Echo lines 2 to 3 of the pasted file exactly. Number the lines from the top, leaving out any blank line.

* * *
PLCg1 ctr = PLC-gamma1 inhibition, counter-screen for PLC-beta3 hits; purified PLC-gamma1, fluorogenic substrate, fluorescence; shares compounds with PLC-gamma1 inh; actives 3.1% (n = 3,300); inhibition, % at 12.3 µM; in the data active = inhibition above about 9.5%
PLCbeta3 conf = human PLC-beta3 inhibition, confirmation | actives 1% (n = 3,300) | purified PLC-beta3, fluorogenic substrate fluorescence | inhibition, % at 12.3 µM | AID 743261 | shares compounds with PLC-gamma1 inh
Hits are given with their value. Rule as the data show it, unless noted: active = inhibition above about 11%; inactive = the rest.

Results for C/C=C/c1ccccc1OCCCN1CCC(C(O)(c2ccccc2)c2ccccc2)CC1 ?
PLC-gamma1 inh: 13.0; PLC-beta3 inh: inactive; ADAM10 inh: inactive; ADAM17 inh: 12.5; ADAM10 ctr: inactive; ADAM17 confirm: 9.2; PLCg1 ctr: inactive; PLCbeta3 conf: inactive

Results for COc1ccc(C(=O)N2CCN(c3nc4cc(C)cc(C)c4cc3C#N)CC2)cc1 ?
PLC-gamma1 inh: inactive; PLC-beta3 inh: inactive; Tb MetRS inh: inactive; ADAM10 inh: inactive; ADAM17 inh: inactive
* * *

PLCbeta3 conf = human PLC-beta3 inhibition, confirmation | actives 1% (n = 3,300) | purified PLC-beta3, fluorogenic substrate fluorescence | inhibition, % at 12.3 µM | AID 743261 | shares compounds with PLC-gamma1 inh
Hits are given with their value. Rule as the data show it, unless noted: active = inhibition above about 11%; inactive = the rest.